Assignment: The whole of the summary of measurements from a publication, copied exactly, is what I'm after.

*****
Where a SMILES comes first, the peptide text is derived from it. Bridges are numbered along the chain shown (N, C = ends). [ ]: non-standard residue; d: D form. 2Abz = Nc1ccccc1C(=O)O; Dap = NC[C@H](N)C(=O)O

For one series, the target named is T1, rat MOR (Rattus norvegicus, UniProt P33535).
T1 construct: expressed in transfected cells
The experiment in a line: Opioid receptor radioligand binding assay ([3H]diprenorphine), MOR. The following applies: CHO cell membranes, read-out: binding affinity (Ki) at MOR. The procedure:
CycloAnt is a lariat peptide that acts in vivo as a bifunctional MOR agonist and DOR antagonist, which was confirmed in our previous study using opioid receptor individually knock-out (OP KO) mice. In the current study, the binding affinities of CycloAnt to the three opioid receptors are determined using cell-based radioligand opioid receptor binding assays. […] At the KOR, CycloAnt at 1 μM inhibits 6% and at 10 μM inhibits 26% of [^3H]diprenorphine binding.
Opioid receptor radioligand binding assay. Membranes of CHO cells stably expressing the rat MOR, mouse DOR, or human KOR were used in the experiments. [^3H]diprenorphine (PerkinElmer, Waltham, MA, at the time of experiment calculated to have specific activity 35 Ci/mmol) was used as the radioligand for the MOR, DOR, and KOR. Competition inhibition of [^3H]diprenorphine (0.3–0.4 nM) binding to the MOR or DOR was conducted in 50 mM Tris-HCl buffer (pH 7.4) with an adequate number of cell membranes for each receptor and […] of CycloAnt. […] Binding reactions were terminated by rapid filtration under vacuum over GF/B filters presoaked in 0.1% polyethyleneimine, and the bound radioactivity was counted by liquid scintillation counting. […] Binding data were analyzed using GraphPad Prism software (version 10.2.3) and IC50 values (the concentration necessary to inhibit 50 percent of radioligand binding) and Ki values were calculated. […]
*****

Where a SMILES comes first, the peptide text is derived from it. Bridges are numbered along the chain shown (N, C = ends). [ ]: non-standard residue; d: D form. 2Abz = Nc1ccccc1C(=O)O; Dap = NC[C@H](N)C(=O)O

For one series, the target named is T1, rat MOR (Rattus norvegicus, UniProt P33535).
T1 construct: expressed in transfected cells
The experiment in a line: Opioid receptor radioligand binding assay ([3H]diprenorphine), MOR. The following applies: CHO cell membranes, read-out: binding affinity (Ki) at MOR. The procedure:
CycloAnt is a lariat peptide that acts in vivo as a bifunctional MOR agonist and DOR antagonist, which was confirmed in our previous study using opioid receptor individually knock-out (OP KO) mice. In the current study, the binding affinities of CycloAnt to the three opioid receptors are determined using cell-based radioligand opioid receptor binding assays. […] At the KOR, CycloAnt at 1 μM inhibits 6% and at 10 μM inhibits 26% of [^3H]diprenorphine binding.
Opioid receptor radioligand binding assay. Membranes of CHO cells stably expressing the rat MOR, mouse DOR, or human KOR were used in the experiments. [^3H]diprenorphine (PerkinElmer, Waltham, MA, at the time of experiment calculated to have specific activity 35 Ci/mmol) was used as the radioligand for the MOR, DOR, and KOR. Competition inhibition of [^3H]diprenorphine (0.3–0.4 nM) binding to the MOR or DOR was conducted in 50 mM Tris-HCl buffer (pH 7.4) with an adequate number of cell membranes for each receptor and […] of CycloAnt. […] Binding reactions were terminated by rapid filtration under vacuum over GF/B filters presoaked in 0.1% polyethyleneimine, and the bound radioactivity was counted by liquid scintillation counting. […] Binding data were analyzed using GraphPad Prism software (version 10.2.3) and IC50 values (the concentration necessary to inhibit 50 percent of radioligand binding) and Ki values were calculated. […]